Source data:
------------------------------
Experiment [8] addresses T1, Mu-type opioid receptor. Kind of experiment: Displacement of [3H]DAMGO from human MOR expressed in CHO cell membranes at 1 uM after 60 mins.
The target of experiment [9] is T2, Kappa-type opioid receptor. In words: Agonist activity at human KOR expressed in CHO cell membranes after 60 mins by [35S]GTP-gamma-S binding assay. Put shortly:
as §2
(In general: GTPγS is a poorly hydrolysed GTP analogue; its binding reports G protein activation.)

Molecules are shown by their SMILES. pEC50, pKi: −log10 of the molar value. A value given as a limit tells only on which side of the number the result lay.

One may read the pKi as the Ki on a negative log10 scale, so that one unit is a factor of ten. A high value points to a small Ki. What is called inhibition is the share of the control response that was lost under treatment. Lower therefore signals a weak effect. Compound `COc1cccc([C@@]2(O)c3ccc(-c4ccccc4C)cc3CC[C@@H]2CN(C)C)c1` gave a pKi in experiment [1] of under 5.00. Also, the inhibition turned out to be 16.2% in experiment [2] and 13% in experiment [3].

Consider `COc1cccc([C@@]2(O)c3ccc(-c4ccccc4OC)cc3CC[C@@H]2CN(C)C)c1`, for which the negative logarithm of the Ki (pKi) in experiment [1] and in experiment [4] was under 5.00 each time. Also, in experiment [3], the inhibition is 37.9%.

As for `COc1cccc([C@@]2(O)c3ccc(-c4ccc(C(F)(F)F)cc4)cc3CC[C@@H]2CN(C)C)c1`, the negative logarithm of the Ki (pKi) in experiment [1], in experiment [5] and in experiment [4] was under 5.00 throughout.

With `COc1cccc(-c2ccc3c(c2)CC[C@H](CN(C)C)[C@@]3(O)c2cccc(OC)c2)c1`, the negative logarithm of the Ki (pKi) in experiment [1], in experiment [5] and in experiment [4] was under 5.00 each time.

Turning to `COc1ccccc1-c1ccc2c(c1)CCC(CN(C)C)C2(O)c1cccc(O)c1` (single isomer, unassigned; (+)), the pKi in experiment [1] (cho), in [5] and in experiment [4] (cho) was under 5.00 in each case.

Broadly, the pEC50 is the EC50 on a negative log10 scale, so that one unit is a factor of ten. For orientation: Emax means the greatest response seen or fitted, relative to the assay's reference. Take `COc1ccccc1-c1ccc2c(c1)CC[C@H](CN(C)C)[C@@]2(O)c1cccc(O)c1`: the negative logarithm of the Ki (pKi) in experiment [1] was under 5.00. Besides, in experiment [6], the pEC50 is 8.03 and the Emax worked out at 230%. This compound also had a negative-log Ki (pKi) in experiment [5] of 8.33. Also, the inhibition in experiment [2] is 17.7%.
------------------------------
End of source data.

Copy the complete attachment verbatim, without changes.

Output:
Experiment [8] addresses T1, Mu-type opioid receptor. Kind of experiment: Displacement of [3H]DAMGO from human MOR expressed in CHO cell membranes at 1 uM after 60 mins.
The target of experiment [9] is T2, Kappa-type opioid receptor. In words: Agonist activity at human KOR expressed in CHO cell membranes after 60 mins by [35S]GTP-gamma-S binding assay. Put shortly:
as §2
(In general: GTPγS is a poorly hydrolysed GTP analogue; its binding reports G protein activation.)

Molecules are shown by their SMILES. pEC50, pKi: −log10 of the molar value. A value given as a limit tells only on which side of the number the result lay.

One may read the pKi as the Ki on a negative log10 scale, so that one unit is a factor of ten. A high value points to a small Ki. What is called inhibition is the share of the control response that was lost under treatment. Lower therefore signals a weak effect. Compound `COc1cccc([C@@]2(O)c3ccc(-c4ccccc4C)cc3CC[C@@H]2CN(C)C)c1` gave a pKi in experiment [1] of under 5.00. Also, the inhibition turned out to be 16.2% in experiment [2] and 13% in experiment [3].

Consider `COc1cccc([C@@]2(O)c3ccc(-c4ccccc4OC)cc3CC[C@@H]2CN(C)C)c1`, for which the negative logarithm of the Ki (pKi) in experiment [1] and in experiment [4] was under 5.00 each time. Also, in experiment [3], the inhibition is 37.9%.

As for `COc1cccc([C@@]2(O)c3ccc(-c4ccc(C(F)(F)F)cc4)cc3CC[C@@H]2CN(C)C)c1`, the negative logarithm of the Ki (pKi) in experiment [1], in experiment [5] and in experiment [4] was under 5.00 throughout.

With `COc1cccc(-c2ccc3c(c2)CC[C@H](CN(C)C)[C@@]3(O)c2cccc(OC)c2)c1`, the negative logarithm of the Ki (pKi) in experiment [1], in experiment [5] and in experiment [4] was under 5.00 each time.

Turning to `COc1ccccc1-c1ccc2c(c1)CCC(CN(C)C)C2(O)c1cccc(O)c1` (single isomer, unassigned; (+)), the pKi in experiment [1] (cho), in [5] and in experiment [4] (cho) was under 5.00 in each case.

Broadly, the pEC50 is the EC50 on a negative log10 scale, so that one unit is a factor of ten. For orientation: Emax means the greatest response seen or fitted, relative to the assay's reference. Take `COc1ccccc1-c1ccc2c(c1)CC[C@H](CN(C)C)[C@@]2(O)c1cccc(O)c1`: the negative logarithm of the Ki (pKi) in experiment [1] was under 5.00. Besides, in experiment [6], the pEC50 is 8.03 and the Emax worked out at 230%. This compound also had a negative-log Ki (pKi) in experiment [5] of 8.33. Also, the inhibition in experiment [2] is 17.7%.